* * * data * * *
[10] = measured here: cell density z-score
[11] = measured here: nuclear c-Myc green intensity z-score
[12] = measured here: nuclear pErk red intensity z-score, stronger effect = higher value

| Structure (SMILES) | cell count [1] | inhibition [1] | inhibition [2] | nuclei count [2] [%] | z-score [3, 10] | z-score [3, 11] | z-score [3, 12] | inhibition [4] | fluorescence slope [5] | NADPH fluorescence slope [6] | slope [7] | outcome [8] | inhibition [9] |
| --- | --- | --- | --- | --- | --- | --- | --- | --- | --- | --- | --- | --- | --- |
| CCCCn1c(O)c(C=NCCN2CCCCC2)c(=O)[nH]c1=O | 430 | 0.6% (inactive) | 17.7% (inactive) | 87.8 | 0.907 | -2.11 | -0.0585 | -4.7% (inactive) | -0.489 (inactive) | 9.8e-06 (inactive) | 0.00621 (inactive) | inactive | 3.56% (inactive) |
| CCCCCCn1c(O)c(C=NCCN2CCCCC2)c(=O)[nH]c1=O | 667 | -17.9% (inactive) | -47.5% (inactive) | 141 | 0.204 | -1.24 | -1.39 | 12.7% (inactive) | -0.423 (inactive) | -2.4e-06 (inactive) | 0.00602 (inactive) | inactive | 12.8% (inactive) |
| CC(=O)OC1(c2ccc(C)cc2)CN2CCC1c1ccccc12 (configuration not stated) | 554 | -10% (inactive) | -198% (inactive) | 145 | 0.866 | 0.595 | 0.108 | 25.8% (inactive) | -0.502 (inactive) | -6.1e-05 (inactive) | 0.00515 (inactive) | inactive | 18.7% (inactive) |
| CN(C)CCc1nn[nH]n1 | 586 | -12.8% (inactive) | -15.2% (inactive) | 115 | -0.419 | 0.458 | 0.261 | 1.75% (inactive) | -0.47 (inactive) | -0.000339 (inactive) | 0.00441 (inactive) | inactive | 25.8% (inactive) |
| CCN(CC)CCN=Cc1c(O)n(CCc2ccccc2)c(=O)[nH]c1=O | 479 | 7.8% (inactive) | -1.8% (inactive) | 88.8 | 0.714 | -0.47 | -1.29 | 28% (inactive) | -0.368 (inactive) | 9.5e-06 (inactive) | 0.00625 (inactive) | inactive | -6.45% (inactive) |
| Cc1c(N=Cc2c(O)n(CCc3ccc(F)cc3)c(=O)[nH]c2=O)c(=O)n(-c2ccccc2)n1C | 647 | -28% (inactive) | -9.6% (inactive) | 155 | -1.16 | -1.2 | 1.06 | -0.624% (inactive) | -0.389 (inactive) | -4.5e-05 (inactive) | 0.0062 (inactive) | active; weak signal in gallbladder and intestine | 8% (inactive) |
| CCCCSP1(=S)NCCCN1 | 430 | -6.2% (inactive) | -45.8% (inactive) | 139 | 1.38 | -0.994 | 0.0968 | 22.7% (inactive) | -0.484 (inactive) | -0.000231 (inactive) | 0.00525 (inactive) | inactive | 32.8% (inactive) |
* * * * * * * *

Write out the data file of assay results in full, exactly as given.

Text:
[10] = measured here: cell density z-score
[11] = measured here: nuclear c-Myc green intensity z-score
[12] = measured here: nuclear pErk red intensity z-score, stronger effect = higher value

| Structure (SMILES) | cell count [1] | inhibition [1] | inhibition [2] | nuclei count [2] [%] | z-score [3, 10] | z-score [3, 11] | z-score [3, 12] | inhibition [4] | fluorescence slope [5] | NADPH fluorescence slope [6] | slope [7] | outcome [8] | inhibition [9] |
| --- | --- | --- | --- | --- | --- | --- | --- | --- | --- | --- | --- | --- | --- |
| CCCCn1c(O)c(C=NCCN2CCCCC2)c(=O)[nH]c1=O | 430 | 0.6% (inactive) | 17.7% (inactive) | 87.8 | 0.907 | -2.11 | -0.0585 | -4.7% (inactive) | -0.489 (inactive) | 9.8e-06 (inactive) | 0.00621 (inactive) | inactive | 3.56% (inactive) |
| CCCCCCn1c(O)c(C=NCCN2CCCCC2)c(=O)[nH]c1=O | 667 | -17.9% (inactive) | -47.5% (inactive) | 141 | 0.204 | -1.24 | -1.39 | 12.7% (inactive) | -0.423 (inactive) | -2.4e-06 (inactive) | 0.00602 (inactive) | inactive | 12.8% (inactive) |
| CC(=O)OC1(c2ccc(C)cc2)CN2CCC1c1ccccc12 (configuration not stated) | 554 | -10% (inactive) | -198% (inactive) | 145 | 0.866 | 0.595 | 0.108 | 25.8% (inactive) | -0.502 (inactive) | -6.1e-05 (inactive) | 0.00515 (inactive) | inactive | 18.7% (inactive) |
| CN(C)CCc1nn[nH]n1 | 586 | -12.8% (inactive) | -15.2% (inactive) | 115 | -0.419 | 0.458 | 0.261 | 1.75% (inactive) | -0.47 (inactive) | -0.000339 (inactive) | 0.00441 (inactive) | inactive | 25.8% (inactive) |
| CCN(CC)CCN=Cc1c(O)n(CCc2ccccc2)c(=O)[nH]c1=O | 479 | 7.8% (inactive) | -1.8% (inactive) | 88.8 | 0.714 | -0.47 | -1.29 | 28% (inactive) | -0.368 (inactive) | 9.5e-06 (inactive) | 0.00625 (inactive) | inactive | -6.45% (inactive) |
| Cc1c(N=Cc2c(O)n(CCc3ccc(F)cc3)c(=O)[nH]c2=O)c(=O)n(-c2ccccc2)n1C | 647 | -28% (inactive) | -9.6% (inactive) | 155 | -1.16 | -1.2 | 1.06 | -0.624% (inactive) | -0.389 (inactive) | -4.5e-05 (inactive) | 0.0062 (inactive) | active; weak signal in gallbladder and intestine | 8% (inactive) |
| CCCCSP1(=S)NCCCN1 | 430 | -6.2% (inactive) | -45.8% (inactive) | 139 | 1.38 | -0.994 | 0.0968 | 22.7% (inactive) | -0.484 (inactive) | -0.000231 (inactive) | 0.00525 (inactive) | inactive | 32.8% (inactive) |